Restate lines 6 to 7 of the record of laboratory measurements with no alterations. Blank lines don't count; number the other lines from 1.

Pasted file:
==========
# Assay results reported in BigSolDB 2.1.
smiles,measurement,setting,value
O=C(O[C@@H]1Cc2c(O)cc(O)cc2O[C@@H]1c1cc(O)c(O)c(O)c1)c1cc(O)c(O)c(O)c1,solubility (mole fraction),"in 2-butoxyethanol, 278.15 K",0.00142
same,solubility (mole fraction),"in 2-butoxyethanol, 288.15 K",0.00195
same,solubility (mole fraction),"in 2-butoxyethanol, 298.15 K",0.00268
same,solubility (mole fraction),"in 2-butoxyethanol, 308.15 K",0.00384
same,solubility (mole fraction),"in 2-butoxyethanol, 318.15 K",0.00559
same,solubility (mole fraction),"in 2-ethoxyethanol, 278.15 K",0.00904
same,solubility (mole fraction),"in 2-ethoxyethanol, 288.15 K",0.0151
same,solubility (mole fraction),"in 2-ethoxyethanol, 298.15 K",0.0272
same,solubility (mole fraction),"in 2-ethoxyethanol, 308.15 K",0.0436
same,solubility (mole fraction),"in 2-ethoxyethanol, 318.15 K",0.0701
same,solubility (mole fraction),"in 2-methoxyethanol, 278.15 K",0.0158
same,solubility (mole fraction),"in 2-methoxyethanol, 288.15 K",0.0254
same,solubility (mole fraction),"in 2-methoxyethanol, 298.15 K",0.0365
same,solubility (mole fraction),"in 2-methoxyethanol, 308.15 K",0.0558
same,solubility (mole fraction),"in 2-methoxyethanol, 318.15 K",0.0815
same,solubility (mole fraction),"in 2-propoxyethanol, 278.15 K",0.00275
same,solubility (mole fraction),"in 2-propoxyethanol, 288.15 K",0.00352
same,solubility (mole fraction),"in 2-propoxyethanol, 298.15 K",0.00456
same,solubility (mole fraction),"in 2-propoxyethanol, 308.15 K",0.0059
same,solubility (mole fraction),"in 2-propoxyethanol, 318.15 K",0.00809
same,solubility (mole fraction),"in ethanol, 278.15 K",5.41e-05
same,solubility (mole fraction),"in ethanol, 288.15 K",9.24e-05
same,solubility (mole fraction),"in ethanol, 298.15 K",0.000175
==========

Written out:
same,solubility (mole fraction),"in 2-butoxyethanol, 308.15 K",0.00384
same,solubility (mole fraction),"in 2-butoxyethanol, 318.15 K",0.00559